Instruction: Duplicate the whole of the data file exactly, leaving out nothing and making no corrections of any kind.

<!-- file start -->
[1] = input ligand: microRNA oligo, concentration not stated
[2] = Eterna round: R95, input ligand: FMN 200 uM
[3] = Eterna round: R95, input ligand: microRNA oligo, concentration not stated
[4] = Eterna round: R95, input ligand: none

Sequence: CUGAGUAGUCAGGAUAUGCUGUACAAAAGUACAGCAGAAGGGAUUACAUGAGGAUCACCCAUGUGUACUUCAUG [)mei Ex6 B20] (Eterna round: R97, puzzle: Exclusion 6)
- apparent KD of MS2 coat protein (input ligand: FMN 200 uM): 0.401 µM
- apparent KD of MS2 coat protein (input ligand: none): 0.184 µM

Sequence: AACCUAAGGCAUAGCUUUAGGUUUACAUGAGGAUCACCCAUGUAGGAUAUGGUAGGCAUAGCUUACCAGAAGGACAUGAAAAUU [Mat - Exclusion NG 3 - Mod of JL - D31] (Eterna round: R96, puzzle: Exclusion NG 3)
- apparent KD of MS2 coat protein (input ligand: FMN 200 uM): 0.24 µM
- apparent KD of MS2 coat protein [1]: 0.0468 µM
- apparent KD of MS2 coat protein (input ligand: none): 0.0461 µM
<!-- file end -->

[1] = input ligand: microRNA oligo, concentration not stated
[2] = Eterna round: R95, input ligand: FMN 200 uM
[3] = Eterna round: R95, input ligand: microRNA oligo, concentration not stated
[4] = Eterna round: R95, input ligand: none

Sequence: CUGAGUAGUCAGGAUAUGCUGUACAAAAGUACAGCAGAAGGGAUUACAUGAGGAUCACCCAUGUGUACUUCAUG [)mei Ex6 B20] (Eterna round: R97, puzzle: Exclusion 6)
- apparent KD of MS2 coat protein (input ligand: FMN 200 uM): 0.401 µM
- apparent KD of MS2 coat protein (input ligand: none): 0.184 µM

Sequence: AACCUAAGGCAUAGCUUUAGGUUUACAUGAGGAUCACCCAUGUAGGAUAUGGUAGGCAUAGCUUACCAGAAGGACAUGAAAAUU [Mat - Exclusion NG 3 - Mod of JL - D31] (Eterna round: R96, puzzle: Exclusion NG 3)
- apparent KD of MS2 coat protein (input ligand: FMN 200 uM): 0.24 µM
- apparent KD of MS2 coat protein [1]: 0.0468 µM
- apparent KD of MS2 coat protein (input ligand: none): 0.0461 µM